Has a lack of funding stalled your much needed home improvement project? Did you know that the government secures home improvement loans to qualified borrowers? It’s true. In its quest to encourage widespread homeownership, the Department of Housing and Urban Development (HUD) has created a program that helps Americans be responsible homeowners by getting them the money needed to make valuable and necessary home improvements. If you are in the market for a home improvement, consider taking advantage of a government-backed Title I loan.
With Title I, the government does not actually finance your loan. What they do is to secure your loan. That means that they will promise to reimburse your lender for losses up to 90 percent if you default on repaying the home improvement loan. It basically makes it easier for you to get funding, because your lender is not taking as big of a risk by lending to you. They are guaranteed money even if you do not keep up your end of the bargain. For this reason they can offer you competitive rates on a home loan.
The Federal Housing Authority (FHA), a branch under HUD, will provide interested and qualified candidates with a list of approved lenders. You can contact your local FHA or HUD office for a list of approved lenders or visit their website for details. You are a qualified borrower if you are the owner or leaser of the property, or if you are purchasing the property under a land installment contract.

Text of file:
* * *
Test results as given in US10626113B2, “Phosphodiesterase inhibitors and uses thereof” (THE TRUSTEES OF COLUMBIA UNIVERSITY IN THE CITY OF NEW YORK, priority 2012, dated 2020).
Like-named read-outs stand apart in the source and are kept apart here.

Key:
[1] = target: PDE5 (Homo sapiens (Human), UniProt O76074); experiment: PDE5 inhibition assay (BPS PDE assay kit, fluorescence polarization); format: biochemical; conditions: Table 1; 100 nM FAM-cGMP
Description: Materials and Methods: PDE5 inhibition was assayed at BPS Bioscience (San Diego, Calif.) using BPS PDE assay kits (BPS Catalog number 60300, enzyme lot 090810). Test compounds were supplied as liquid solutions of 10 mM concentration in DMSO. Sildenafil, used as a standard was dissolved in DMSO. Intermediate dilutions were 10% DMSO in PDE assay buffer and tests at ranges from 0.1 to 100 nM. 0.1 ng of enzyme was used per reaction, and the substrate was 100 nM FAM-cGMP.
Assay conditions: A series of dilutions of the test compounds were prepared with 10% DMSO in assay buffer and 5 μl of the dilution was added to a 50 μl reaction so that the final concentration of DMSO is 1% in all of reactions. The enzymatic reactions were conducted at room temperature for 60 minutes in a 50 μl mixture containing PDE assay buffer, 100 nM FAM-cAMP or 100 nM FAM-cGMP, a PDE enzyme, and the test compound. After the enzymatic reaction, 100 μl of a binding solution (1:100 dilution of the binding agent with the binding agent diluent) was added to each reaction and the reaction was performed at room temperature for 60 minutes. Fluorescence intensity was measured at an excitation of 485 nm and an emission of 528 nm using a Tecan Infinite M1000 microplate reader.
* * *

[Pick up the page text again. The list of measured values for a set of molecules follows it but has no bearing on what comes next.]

You can get a Title I loan for any type of house – single-family, manufactured homes, duplexes and multiplexes, even non-residential properties. You can only receive so much funding for each type though. The maximum you could receive for a single-family home is $25,000, while the maximum for each unit of a multifamily complex is $12,000, but you cannot get more than $60,000 total for a multi-unit building. For a manufactured home, the maximum loan amount is $17,500.
There is also a term limit for each type of home improvement loan. For a single-family dwelling, the loan must be repaid within 20 years. Loans made on manufactured homes and multi-family units must be repaid within 15 years.
The requirements for the use of the home improvement funds are pretty broad. According to information on the HUD website, Title I loan money must be used for “permanent property improvements that protect or improve the basic livability or utility of the property… The loans can also be used for fire safety equipment.” This definition should encompass just about anything you want or need to do to the property.
Some great points about these government-backed home improvement loans include the fact that the interest rates are generally pretty low – definitely lower than the rate you would get on a non-secured loan from a bank or credit union. It is generally a fixed rate that is based on the going market rates in your area. Another selling point of these loans is that there is no prepayment penalty. If you can repay the loan sooner, you are not punished for doing so.
If you are interested in taking advantage of one of these FHA home improvement loans, start by finding an approved lender and submitting a Title I from to him or her.